Bird of the Month: Marbled Godwit
By Hugh Jennings
Scientific Name: Limosa fedoa
Length 18 in
Wingspan 29 in
Weight 13 oz
AOU Band code MAGO
The Marbled Godwit (MAGO) is about 18" long with a 29" wingspan and weighs 13 oz. (370g). The genus name Limosa (lie-MOH-sah) is from the Latin limus, meaning "muddy," for its favorite habitat, mudflats. The species name fedoa (FED-oh-ah) is the Latin version of an old and now unknown English word meaning "marbled." - for its mottled plumage.
It is a large shorebird with a long, slightly upturned bi-colored bill with a pink base and a black tip. The back and wings are buffy brown, marked with black. Underparts are heavily barred in summer and buffy with no barring in winter. The underwings are cinnamon colored in flight. Summer plumage is basically the same as winter plumage.
The MAGO nests in the northern Great Plains of interior North America in areas of native prairie with marshes and ponds nearby. In summer on the prairies they feed mostly on insects, primarily grasshoppers, and roots and seeds of aquatic plants.
When they leave the nesting areas they go to both coastal regions. Large flocks will roost together in salt meadows at high tide or stand together in shallow water on tidal mudflats where they probe deeply in the mud with their long bills for worms, mollusks and crustaceans. They often wade and probe in water so deep that their head is underwater. The MAGO finds most food by touch and may feed both day and night.They usually nest in small groups. Males display by flying in circles over an area and calling loudly "god-WHIT". They are not known to nest in Washington. On the ground, a pair may go through ritualized nest-scrape-making display. The nest is on the ground, usually in short grass on a dry spot close to water and in a slight depression lined with dry grass. Sometimes there is a small canopy of grass above the nest.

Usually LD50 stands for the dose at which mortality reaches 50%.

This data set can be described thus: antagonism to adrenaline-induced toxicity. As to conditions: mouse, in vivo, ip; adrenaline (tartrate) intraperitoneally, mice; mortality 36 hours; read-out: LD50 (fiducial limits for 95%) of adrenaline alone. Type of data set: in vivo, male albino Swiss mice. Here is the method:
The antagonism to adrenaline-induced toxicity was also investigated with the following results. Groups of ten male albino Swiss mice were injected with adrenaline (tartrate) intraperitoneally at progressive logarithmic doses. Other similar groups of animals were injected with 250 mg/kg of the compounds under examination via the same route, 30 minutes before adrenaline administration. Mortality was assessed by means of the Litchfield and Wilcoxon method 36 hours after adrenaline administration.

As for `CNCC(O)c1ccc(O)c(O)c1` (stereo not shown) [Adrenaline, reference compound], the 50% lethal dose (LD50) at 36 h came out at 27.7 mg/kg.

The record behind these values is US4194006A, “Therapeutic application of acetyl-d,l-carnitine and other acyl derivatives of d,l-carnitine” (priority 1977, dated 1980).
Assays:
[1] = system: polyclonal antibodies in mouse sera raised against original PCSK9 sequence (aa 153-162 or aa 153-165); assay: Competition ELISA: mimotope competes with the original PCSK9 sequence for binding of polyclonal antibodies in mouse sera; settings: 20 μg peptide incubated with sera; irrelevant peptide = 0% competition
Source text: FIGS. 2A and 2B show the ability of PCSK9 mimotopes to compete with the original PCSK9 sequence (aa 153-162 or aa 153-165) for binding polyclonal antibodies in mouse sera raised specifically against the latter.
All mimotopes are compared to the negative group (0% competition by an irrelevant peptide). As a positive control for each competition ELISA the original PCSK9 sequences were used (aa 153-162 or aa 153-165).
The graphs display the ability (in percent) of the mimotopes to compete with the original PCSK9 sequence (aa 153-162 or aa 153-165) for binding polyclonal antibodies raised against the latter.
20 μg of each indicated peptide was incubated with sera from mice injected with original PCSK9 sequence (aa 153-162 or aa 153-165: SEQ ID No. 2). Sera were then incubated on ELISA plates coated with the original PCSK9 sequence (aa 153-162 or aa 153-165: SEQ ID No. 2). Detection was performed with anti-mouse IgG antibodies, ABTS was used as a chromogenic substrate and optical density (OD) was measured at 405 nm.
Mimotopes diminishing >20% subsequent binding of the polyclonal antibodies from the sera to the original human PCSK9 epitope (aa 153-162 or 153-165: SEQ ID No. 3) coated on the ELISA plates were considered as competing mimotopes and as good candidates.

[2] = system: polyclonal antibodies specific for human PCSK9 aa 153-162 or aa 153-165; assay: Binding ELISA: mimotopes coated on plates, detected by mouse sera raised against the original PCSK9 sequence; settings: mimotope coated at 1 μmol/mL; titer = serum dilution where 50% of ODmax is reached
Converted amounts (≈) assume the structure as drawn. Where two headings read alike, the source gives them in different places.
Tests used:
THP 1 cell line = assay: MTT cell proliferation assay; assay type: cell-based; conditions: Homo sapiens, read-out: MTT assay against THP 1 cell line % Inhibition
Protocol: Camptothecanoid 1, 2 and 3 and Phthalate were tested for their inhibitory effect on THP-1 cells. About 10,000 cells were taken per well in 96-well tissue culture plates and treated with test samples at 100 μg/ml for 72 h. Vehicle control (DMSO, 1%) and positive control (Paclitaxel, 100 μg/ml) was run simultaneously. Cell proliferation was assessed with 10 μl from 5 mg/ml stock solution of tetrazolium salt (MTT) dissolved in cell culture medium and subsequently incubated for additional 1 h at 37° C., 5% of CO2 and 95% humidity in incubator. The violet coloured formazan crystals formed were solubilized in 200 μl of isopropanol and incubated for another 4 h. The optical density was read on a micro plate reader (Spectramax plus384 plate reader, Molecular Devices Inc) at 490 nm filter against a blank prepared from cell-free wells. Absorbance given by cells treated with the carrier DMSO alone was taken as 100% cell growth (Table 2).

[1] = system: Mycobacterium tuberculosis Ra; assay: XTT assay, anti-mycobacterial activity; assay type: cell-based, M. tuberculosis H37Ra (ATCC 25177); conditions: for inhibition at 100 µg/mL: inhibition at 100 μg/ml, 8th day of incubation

Usually there are four eggs, sometimes 3 or 5. Eggs are a green-brown with brown spots. Incubation is 21-23 days by both parents. The incubating bird may stay motionless even when closely approached. The downy young leave the nest soon after hatching. Both of the parents take care of the young, but the young find their own food. The age at first flight is about 3 weeks.In Washington, the MAGO is a common fall to spring resident in large numbers at Tokeland and occasionally at Bill's Spit and Damon Point at Ocean Shores, and uncommon at other coastal locations.